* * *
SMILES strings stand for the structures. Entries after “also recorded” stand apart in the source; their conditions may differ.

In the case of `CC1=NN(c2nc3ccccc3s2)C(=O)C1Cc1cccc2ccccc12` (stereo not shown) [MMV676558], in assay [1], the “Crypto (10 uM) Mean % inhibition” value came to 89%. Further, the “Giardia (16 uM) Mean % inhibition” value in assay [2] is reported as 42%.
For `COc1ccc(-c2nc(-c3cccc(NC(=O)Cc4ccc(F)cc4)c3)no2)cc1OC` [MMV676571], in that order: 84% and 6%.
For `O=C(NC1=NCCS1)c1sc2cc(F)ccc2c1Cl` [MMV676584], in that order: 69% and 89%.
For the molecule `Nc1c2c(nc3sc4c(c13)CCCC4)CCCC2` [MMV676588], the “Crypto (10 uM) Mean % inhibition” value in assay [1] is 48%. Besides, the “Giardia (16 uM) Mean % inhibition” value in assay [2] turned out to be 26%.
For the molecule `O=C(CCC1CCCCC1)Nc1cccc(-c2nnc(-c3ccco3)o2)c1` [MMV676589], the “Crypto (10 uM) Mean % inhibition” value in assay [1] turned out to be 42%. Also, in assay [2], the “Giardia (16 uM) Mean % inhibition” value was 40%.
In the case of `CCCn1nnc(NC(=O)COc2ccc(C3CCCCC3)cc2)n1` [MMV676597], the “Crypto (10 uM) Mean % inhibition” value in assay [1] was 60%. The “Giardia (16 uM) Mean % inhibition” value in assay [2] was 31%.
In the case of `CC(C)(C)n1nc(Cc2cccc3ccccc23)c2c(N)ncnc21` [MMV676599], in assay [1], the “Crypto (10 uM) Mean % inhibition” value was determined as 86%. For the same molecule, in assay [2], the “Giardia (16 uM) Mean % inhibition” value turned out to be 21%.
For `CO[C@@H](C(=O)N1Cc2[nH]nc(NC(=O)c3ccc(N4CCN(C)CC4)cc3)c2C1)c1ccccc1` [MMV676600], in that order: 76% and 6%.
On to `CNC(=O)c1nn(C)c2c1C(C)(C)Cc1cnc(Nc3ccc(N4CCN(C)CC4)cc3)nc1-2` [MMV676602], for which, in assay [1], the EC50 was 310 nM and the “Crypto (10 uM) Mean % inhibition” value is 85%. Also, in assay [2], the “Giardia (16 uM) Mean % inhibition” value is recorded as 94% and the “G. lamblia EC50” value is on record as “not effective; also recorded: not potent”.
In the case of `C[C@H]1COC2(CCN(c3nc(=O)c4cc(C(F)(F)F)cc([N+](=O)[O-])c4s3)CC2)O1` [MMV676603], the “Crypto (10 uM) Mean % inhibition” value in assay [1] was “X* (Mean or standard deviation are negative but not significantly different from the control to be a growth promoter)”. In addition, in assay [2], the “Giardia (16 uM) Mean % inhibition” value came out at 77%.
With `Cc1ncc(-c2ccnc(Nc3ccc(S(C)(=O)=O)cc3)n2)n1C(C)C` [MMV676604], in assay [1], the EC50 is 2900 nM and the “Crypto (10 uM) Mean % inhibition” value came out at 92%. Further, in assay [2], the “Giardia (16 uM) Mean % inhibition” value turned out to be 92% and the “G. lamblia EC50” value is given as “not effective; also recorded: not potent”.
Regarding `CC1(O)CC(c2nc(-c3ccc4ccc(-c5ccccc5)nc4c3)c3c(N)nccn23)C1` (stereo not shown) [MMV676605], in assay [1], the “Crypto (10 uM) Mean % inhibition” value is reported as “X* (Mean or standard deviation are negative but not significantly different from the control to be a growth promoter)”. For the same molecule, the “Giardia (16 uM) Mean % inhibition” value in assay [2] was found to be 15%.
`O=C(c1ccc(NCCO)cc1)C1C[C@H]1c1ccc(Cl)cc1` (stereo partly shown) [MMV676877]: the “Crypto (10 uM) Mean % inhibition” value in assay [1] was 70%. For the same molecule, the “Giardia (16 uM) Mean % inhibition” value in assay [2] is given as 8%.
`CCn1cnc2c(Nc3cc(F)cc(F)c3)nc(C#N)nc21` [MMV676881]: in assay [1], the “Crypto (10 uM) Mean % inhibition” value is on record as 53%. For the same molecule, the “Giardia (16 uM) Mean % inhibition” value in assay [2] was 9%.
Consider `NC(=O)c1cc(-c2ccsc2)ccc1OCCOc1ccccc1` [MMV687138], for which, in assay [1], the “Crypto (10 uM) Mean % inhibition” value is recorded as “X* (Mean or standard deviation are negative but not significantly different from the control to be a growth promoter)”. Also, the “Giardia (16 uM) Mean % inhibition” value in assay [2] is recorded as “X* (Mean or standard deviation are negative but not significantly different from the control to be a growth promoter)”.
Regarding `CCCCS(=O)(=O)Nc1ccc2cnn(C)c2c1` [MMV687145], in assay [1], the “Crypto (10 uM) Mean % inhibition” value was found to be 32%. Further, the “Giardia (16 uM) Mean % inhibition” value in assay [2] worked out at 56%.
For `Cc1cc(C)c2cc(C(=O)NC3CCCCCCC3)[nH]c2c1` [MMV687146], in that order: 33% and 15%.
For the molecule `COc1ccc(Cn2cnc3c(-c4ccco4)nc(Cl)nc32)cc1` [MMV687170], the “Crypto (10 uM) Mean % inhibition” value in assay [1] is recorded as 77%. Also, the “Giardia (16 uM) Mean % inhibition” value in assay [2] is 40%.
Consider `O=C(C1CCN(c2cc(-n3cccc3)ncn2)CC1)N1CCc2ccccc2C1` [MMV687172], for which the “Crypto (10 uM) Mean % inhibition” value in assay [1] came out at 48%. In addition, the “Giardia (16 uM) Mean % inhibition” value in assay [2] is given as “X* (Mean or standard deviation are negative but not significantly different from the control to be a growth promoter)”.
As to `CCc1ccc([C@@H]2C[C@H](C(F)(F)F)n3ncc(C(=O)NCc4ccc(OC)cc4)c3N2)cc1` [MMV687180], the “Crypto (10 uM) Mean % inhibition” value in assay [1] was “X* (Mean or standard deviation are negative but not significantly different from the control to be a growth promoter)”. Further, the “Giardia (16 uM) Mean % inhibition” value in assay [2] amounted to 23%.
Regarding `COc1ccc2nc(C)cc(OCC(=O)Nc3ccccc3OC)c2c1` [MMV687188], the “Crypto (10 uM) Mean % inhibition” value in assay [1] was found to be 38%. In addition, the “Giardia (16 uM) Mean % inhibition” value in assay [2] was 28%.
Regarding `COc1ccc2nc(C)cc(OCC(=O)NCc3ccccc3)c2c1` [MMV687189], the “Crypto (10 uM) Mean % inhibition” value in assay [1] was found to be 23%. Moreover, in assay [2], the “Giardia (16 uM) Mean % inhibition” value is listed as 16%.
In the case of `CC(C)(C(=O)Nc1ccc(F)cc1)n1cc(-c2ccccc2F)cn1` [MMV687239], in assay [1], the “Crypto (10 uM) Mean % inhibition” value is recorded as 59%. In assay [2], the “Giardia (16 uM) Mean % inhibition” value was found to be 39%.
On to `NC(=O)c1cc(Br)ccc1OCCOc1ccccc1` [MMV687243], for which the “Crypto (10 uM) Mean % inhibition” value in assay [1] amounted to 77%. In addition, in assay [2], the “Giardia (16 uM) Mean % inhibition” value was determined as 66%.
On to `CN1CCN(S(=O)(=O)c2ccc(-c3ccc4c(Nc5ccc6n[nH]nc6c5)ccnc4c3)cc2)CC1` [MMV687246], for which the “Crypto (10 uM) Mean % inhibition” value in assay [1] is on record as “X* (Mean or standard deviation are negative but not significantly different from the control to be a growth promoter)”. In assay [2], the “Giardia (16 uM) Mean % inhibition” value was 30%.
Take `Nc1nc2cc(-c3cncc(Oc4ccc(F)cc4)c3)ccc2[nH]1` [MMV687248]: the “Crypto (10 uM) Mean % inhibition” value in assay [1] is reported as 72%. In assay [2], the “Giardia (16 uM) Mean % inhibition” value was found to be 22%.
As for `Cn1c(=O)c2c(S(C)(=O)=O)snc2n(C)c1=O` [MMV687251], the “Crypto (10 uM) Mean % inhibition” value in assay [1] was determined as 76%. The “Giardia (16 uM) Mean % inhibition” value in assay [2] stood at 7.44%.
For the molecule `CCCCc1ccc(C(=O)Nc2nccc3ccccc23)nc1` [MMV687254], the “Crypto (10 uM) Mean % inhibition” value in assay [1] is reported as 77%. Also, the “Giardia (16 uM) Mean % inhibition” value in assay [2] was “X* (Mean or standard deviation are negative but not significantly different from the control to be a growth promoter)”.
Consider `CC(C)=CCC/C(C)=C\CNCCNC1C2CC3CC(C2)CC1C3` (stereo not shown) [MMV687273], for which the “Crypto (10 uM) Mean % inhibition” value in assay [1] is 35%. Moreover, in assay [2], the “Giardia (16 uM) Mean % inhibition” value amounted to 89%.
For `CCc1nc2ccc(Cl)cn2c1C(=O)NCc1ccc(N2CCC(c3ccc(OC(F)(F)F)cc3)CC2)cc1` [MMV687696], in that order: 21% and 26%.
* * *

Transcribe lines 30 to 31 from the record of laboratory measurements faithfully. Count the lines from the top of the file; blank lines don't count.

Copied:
Consider `CC(C)=CCC/C(C)=C\CNCCNC1C2CC3CC(C2)CC1C3` (stereo not shown) [MMV687273], for which the “Crypto (10 uM) Mean % inhibition” value in assay [1] is 35%. Moreover, in assay [2], the “Giardia (16 uM) Mean % inhibition” value amounted to 89%.
For `CCc1nc2ccc(Cl)cn2c1C(=O)NCc1ccc(N2CCC(c3ccc(OC(F)(F)F)cc3)CC2)cc1` [MMV687696], in that order: 21% and 26%.